On the third day I again skipped skiing. I blamed the onset of a flu, but that was probably just a lame excuse. I was now desperate to get the job done. Up to and including level 5 everything went smoothly, but at level 6 and 7 the blocks start to lean inwards and several blocks broke when I moved the form. It helped to make smaller blocks. At this point things were also getting more complicated since I found it easiest to pack the blocks from inside. This meant I had to shovel snow inside and crawl through the door. This last part would have been a lot easier with two people working. The last blocks where the most challenging and I still haven't figured out how to do these well. Small blocks again seemed to help, but a lot of blocks broke and collapsed. When I started to suspect that a block would break I sometimes took a break for a few minutes to let the block freeze before moving the form. For the last two or three blocks it was not possible to pack from inside, but I had to stand on my snowshoes to pack from the outside.
Snowshoes used as steps to reach higher
Finally the Igloo was finished and there was much fun and rejoicing. I was quite amazed that the construction had worked on the first attempt and that the tool makes the Igloo look almost professional. The space inside was really quite large, but a tad too short for a 193cm tall guy like myself. 

A proud builder
The ICEBOX is a fantastic tool, but it takes a bit of practice to master and you need to pay close attention to the instructions. I spent around 5 hours on the first 8-foot igloo and around 4 hours on the second 7-foot solo igloo. Some lessons learned where that good gloves are nice since the snow tends to melt on your hands when you are packing and shoveling. I was quite impressed that my cheap Gore-tex gloves kept my hands dry. My trusty old army leather chopper mitts soaked through. 
Another thing is that a larger snow shovel really helps to speed up the process. Forget the small Snow Claws and even other normal mountain shovels. Bring a big one with lots of capacity. If you are winter camping you are probably using a pulk anyway so the extra weight and bulk is not such a big concern.
As for sleeping in the Igloo, stay tuned, it might even happen this year.

It's all for the kids (big and small)

söndag 18 september 2011

Major highs and minor lows in the Haut-Verdon

This year we spent a large part of the family holiday in southern France. Most of it on the overcrowded riviera, but also a splendid week in the southern alps. The Haut Verdon valley around Colmar to be exact.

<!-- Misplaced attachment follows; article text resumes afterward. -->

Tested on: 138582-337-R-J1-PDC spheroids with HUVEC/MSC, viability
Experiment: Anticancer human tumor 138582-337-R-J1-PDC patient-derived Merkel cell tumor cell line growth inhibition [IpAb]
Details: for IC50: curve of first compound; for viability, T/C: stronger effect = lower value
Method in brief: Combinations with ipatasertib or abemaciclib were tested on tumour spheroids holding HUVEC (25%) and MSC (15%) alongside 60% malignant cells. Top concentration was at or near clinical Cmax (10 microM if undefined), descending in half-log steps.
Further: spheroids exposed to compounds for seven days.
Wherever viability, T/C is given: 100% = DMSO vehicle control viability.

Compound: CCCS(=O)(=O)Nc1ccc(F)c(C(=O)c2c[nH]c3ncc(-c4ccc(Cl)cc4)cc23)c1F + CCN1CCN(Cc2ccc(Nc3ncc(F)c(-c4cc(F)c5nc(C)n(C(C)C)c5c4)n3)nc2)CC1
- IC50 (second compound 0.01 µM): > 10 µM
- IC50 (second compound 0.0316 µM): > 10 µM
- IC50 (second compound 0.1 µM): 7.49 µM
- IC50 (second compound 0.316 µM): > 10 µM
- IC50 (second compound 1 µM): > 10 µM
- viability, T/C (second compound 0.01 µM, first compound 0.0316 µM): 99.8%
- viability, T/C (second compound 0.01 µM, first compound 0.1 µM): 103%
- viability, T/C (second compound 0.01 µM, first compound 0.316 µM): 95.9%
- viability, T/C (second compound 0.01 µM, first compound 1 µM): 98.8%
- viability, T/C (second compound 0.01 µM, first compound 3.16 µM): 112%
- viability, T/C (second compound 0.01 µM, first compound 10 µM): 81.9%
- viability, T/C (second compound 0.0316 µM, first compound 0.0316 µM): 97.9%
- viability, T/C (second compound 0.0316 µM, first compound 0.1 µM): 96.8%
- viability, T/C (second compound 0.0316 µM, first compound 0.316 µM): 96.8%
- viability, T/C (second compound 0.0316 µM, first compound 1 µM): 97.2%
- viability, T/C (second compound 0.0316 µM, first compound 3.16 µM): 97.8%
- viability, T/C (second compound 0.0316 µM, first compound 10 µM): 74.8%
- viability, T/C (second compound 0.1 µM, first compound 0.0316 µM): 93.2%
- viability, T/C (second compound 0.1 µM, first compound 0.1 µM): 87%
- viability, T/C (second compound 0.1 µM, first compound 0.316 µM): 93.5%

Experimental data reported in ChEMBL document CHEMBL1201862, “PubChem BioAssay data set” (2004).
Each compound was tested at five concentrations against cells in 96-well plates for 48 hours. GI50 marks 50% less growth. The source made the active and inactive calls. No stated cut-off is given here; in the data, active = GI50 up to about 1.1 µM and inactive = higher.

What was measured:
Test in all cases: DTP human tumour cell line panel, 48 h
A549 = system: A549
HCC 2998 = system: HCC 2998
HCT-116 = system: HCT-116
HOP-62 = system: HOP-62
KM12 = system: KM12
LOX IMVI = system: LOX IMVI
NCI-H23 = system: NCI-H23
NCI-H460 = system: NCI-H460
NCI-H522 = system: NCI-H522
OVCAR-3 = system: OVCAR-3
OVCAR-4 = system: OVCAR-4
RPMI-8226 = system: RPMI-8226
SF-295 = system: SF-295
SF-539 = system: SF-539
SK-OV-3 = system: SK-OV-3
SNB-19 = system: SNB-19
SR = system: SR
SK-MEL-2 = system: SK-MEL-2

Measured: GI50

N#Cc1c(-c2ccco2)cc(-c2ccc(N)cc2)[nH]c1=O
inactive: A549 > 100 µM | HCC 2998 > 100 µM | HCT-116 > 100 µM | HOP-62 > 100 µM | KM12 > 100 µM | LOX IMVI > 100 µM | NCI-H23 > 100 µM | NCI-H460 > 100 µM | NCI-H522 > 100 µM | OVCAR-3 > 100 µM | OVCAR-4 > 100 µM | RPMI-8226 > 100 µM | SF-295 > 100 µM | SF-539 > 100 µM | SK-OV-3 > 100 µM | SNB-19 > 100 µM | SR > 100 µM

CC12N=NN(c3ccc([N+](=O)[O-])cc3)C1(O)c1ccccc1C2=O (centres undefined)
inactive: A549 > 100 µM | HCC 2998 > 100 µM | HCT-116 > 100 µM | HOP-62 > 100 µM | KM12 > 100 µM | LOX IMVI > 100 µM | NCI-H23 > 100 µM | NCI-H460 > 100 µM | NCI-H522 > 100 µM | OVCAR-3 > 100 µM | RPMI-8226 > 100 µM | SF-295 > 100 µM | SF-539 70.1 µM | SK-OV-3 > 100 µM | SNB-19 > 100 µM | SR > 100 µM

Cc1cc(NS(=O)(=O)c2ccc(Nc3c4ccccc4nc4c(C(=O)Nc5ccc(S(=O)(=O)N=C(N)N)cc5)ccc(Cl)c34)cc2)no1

This was the first time I spent any longer time in the alps in summertime and I must say the surroundings exceeded my high expectations. Beautiful weather, almost no mosquitoes and excellent paths for family hiking.

Little M on the way to Lac d'Allos
 The day after arriving at our "Gîte" (house or apartment for rent), very conveniently booked on the Gites de France site, we went for a day-trip to the fantastic Lac d'Allos not far from the ski resort Val d'Allos. This is an easy walk with a lot of scenic bang for your efforts. The trail is wide and marmots are commonly seen. 6 year old F and 4 year old S had no problems whatsoever in keeping pace with the adults during the 200 vertical meter ascent. Little M traveled comfortably in the new Toddler Patapum Baby carrier (He had outgrown the baby edition). This baby carrier proved to be a big hit. In my view it is a lot more comfortable than the backpack style baby carriers we've used before. This is probably due to the fact that the child sits so close to your back. A major disadvantage though is that you cannot really put the carrier on yourself alone, but you need someone to help you put the child in it.

To get the most out of our holiday and get inspiration for walks we bought a guide book from Edisud: "Haut-Verdon - Val d'Allos". This book contained a lot of good advice and complemented with a visit to Colmars excellent Tourist Office we had no trouble finding interesting activities.

Sheep grazing on the slopes near Col d'Allos
One of the better walks suggested was to take the car to the Col d'Allos and then walk along the ridge towards La Grande Séolane. The walking was super easy and the views superb all along the way. Cows and sheep grazed on the hillside, the ground was full of flowers, and the marmots greeted us with their alarm chirping. Things couldn't have been much more idyllic (well, perhaps the ski-lift pylons detracted slightly from the beauty.). It was one of the major highs during the trip.

Full speed ahead close to Col d'Allos

Towards the Tete de Vescal - There is something about kids walking with backpacks that makes me profoundly happy 

F with the Val d'Allos in the background

Little M fell asleep in the Patapum near Tete de Vescal
We tried to keep an easy tempo during our holiday so we would only go for more exhaustive walks every other day or so. One of the rest days was spent around the river in the village where we lived. An excellent place to practice river crossings.

S practicing stream crossing in Villars-Colmars
Another day the idea was that we would just do a short walk close to the house up "a small hill". 250m up is no small hill however and what looked like a kilometer from the house was more like a two hour walk. No harm done though, and we were rewarded with magnificent views of the valley. 

View to the north of the Verdon valley from Croix de Puy, Villars-Colmars
The week passed quickly and soon the last day was approaching and with it our greatest planned adventure: The overnight wild-camping hike to Lac d'Allos. We had already hiked up to the lake in the beginning, but it is such a beautiful site that it was worth visiting again. The fact that you are allowed to put up your tent in the Mercantour national park was also a factor.